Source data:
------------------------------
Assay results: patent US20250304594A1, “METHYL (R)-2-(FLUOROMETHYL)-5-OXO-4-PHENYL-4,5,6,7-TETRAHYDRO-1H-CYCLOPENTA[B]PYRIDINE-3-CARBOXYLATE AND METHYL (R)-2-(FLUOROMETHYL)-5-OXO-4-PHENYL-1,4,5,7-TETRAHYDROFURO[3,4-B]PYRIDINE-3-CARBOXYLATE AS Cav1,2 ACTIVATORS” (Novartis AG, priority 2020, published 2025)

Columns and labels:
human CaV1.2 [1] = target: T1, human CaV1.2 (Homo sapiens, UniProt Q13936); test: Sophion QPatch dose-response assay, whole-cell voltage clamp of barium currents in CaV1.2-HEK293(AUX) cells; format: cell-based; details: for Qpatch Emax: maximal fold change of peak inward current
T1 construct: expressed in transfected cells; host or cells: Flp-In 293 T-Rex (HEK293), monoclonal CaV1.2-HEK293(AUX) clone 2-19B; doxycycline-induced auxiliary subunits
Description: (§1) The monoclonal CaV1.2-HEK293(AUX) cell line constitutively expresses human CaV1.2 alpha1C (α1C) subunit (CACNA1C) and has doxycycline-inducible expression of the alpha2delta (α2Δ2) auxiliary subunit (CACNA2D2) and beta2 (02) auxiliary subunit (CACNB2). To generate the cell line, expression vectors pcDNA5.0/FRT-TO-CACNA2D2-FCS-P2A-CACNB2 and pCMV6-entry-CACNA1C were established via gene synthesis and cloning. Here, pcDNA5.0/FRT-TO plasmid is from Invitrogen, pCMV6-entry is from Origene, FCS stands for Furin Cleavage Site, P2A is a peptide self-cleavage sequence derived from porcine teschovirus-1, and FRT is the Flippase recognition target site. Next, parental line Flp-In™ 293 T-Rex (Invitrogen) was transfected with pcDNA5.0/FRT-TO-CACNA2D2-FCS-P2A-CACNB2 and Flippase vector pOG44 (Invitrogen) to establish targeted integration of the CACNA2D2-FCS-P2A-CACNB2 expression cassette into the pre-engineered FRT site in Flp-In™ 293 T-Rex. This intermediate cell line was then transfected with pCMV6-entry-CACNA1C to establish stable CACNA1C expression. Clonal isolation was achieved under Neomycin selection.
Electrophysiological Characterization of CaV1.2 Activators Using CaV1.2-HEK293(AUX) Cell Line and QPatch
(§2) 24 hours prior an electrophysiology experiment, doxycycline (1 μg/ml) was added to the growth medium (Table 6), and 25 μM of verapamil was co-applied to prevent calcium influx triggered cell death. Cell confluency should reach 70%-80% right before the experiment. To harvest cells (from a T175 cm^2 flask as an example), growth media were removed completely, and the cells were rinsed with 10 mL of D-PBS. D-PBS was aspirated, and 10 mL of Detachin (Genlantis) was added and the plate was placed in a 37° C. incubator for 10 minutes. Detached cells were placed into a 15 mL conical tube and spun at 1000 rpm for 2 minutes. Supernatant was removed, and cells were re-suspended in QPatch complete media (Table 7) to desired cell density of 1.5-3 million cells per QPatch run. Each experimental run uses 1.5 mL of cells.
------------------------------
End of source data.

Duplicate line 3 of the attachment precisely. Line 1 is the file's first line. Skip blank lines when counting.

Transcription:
human CaV1.2 [1] = target: T1, human CaV1.2 (Homo sapiens, UniProt Q13936); test: Sophion QPatch dose-response assay, whole-cell voltage clamp of barium currents in CaV1.2-HEK293(AUX) cells; format: cell-based; details: for Qpatch Emax: maximal fold change of peak inward current